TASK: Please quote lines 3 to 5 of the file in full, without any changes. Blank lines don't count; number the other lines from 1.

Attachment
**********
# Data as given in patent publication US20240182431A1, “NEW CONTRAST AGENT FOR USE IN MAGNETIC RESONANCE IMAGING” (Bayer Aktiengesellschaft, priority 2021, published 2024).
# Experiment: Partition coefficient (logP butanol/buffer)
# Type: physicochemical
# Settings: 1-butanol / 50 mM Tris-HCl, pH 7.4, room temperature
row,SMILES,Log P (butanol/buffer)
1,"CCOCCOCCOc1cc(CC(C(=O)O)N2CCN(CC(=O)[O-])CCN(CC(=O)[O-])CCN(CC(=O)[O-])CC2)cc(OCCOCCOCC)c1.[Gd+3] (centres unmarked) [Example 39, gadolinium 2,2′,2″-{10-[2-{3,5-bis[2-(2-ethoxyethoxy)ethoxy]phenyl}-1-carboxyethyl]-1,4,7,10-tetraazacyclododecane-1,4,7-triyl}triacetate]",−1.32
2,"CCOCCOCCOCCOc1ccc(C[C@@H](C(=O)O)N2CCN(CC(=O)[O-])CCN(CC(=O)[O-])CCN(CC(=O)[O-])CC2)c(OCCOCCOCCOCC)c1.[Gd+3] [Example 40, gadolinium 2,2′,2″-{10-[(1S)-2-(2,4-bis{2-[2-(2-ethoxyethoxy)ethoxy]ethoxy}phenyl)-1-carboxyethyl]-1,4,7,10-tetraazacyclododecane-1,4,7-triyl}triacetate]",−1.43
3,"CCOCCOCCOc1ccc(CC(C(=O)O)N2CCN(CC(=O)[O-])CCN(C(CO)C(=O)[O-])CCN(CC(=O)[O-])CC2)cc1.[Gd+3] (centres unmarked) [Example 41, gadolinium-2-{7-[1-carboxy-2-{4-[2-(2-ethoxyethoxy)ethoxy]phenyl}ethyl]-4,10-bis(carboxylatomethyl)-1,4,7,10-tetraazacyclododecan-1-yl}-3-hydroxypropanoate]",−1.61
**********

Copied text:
# Type: physicochemical
# Settings: 1-butanol / 50 mM Tris-HCl, pH 7.4, room temperature
row,SMILES,Log P (butanol/buffer)